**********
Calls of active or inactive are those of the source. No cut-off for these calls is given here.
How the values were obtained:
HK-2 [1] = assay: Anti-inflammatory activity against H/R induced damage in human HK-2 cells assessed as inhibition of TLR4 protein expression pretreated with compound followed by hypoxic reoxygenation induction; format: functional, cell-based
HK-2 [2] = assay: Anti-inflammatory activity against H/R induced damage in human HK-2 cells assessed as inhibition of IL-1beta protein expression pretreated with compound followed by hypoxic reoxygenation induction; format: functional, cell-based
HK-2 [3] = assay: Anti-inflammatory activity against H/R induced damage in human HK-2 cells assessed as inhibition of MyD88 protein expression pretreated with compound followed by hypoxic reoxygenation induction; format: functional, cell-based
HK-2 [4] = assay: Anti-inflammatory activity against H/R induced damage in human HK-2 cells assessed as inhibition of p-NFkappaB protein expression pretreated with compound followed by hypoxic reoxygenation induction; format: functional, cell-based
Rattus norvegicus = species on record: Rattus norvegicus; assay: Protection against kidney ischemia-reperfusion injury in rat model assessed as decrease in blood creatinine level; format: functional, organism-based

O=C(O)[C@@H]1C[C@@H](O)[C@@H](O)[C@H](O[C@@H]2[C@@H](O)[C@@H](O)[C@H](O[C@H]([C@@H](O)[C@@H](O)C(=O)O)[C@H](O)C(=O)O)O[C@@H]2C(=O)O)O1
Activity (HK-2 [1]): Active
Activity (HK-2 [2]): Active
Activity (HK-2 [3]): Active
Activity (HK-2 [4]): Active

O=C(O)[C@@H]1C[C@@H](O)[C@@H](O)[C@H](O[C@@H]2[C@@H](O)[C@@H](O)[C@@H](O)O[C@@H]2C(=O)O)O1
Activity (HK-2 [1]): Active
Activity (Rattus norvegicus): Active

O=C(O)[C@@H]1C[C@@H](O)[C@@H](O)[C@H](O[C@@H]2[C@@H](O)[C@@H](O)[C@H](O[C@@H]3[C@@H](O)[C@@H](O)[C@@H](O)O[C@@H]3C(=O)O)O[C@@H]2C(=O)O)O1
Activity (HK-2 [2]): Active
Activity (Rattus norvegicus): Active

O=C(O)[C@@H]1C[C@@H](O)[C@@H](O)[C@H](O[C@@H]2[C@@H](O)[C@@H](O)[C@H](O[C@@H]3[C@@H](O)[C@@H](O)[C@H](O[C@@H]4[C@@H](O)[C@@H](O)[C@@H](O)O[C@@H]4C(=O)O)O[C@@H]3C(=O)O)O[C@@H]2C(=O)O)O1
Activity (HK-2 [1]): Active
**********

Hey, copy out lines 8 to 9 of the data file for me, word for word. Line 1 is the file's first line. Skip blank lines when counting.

O=C(O)[C@@H]1C[C@@H](O)[C@@H](O)[C@H](O[C@@H]2[C@@H](O)[C@@H](O)[C@H](O[C@H]([C@@H](O)[C@@H](O)C(=O)O)[C@H](O)C(=O)O)O[C@@H]2C(=O)O)O1
Activity (HK-2 [1]): Active